Saturday, August 4, 2012

The Rains Came (Finally)

We have been baking in the nation's heartland.

Most know this already, at least in some way. Most have read about the intense heat. But my dad and his wife excepting (who experience extreme hear in central Texas each summer), it's hard to fully appreciate how hot it has been here this summer, when you break out in a full sweat in a matter of a few paces. Most have read about the drought gripping Iowa and the agricultural belt. But it's hard to fully appreciate how dry it has been unless (again, excepting my dad and his wife, who endured an epic drought last fall) you see swaths of grass gone brown and expanses of corn fields turn from aspiring, green shoots to withered, tan stalks. It's a real eye opened, I tell you.

It just hasn't rained here.

That is, until today, when we got a real doozy of a storm.

I was at our new house, bagging all the leaves, sticks (I never knew there could be so many sticks in one place.) and yard debris. It was late morning, and humid. It had rained a little on and off for a half-hour, but considering how much we need, it was more the sky spitting in our eye than delivering anything substantive. I had started to think this would be another day of promise unfulfilled, when I looked to the west. The sky had turned green, and it grew completely still, nary a breath of air.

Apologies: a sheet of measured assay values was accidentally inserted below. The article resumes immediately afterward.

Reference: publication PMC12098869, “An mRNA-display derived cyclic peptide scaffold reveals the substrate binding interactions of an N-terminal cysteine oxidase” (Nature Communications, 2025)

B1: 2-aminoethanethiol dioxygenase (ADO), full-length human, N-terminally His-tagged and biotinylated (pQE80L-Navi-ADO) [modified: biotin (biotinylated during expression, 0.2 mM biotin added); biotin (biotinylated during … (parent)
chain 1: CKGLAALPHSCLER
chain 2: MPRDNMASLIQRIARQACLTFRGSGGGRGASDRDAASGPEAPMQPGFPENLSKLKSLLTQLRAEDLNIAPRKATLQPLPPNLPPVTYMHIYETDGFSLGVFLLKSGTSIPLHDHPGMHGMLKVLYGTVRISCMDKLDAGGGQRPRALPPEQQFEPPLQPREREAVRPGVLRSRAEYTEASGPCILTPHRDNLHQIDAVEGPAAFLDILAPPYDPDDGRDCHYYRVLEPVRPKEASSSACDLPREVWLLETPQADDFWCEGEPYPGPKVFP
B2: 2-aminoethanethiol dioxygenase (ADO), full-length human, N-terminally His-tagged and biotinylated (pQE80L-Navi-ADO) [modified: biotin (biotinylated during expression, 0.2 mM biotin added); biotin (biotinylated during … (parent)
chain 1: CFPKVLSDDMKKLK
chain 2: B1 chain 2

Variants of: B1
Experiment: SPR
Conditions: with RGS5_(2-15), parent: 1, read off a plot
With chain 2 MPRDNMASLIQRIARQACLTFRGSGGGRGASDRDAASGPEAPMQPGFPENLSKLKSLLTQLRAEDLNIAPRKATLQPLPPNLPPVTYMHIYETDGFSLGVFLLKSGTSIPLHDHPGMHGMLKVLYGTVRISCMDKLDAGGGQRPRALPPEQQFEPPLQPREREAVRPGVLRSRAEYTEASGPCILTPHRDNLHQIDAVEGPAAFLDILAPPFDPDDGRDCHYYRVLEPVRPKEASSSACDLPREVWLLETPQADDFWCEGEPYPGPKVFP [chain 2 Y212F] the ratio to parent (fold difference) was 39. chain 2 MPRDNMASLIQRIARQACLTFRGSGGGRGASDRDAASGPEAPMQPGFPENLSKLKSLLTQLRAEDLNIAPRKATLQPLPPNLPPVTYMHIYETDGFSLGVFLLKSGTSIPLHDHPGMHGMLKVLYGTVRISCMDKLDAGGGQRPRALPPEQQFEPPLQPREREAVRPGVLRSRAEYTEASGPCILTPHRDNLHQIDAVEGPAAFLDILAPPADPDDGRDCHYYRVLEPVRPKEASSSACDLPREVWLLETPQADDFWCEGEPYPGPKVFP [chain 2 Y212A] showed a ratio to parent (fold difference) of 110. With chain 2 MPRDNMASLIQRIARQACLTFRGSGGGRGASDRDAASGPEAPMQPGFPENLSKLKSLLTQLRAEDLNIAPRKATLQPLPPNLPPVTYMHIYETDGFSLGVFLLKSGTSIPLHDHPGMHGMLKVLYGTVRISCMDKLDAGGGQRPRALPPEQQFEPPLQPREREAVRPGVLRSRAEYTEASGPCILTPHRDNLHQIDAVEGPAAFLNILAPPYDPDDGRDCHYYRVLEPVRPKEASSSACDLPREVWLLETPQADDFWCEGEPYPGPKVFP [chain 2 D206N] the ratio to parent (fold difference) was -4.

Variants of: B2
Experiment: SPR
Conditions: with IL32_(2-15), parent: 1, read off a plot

I knew something was coming, so I began to collect the lawn bags and take them into the garage. Within minutes, the storm hit, a freight train of thunder, lightning, wind and pounding rain. It was downright awesome in its intensity. I rushed around the yard like a fool, collecting the yard implements, then sprinting to my car to roll up the windows, then dashing into the house to close the storm windows.

Then I waited in the dark when the power went out.

Michelle, meanwhile, was at her mother's and sister's house experiencing much the same. Except while I dealt with gushing water and gusty winds, Michelle watched with some degree of horror as 70-mph winds sheared off huge limbs from the maple tree just behind the house, blew lawn chairs and jettisoned branches like javelins against the windows. It must've been a little like being in nature's war zone.

Ten minutes later, the storm belt had passed. But even in that short time, it dropped 1 1/2 inches of precious water on the soil and crops. I think we got more in our little town.

Scary? Yes, a little. But more than worth it.

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